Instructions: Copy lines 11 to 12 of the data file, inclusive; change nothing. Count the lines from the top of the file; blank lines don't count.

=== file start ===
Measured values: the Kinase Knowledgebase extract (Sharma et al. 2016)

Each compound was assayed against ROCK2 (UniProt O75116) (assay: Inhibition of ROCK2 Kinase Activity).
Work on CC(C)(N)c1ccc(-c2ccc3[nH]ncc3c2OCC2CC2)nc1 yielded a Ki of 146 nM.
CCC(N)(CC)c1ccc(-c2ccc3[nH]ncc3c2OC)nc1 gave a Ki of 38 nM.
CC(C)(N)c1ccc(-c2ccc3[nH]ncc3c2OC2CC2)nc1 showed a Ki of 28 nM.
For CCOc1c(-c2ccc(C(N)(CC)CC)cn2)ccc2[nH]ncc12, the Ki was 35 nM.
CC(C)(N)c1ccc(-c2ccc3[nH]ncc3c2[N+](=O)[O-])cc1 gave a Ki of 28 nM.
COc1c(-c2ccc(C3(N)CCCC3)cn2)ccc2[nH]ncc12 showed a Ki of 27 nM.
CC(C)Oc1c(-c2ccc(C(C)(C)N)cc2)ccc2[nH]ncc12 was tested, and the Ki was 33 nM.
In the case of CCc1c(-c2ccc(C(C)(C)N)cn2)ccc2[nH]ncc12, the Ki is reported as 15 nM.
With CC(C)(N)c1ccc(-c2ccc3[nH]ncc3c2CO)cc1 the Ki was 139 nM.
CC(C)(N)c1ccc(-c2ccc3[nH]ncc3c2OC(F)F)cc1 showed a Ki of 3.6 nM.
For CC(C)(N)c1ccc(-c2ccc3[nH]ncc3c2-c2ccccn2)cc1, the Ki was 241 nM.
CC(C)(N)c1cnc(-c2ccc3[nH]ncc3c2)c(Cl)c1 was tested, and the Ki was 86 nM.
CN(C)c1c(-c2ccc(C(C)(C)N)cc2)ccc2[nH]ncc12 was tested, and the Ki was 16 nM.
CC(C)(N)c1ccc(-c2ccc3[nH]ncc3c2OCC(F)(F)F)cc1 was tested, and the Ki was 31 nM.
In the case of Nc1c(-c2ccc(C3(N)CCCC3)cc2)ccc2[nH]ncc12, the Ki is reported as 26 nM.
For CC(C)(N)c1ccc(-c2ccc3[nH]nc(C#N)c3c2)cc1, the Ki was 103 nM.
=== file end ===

With CC(C)(N)c1ccc(-c2ccc3[nH]ncc3c2CO)cc1 the Ki was 139 nM.
CC(C)(N)c1ccc(-c2ccc3[nH]ncc3c2OC(F)F)cc1 showed a Ki of 3.6 nM.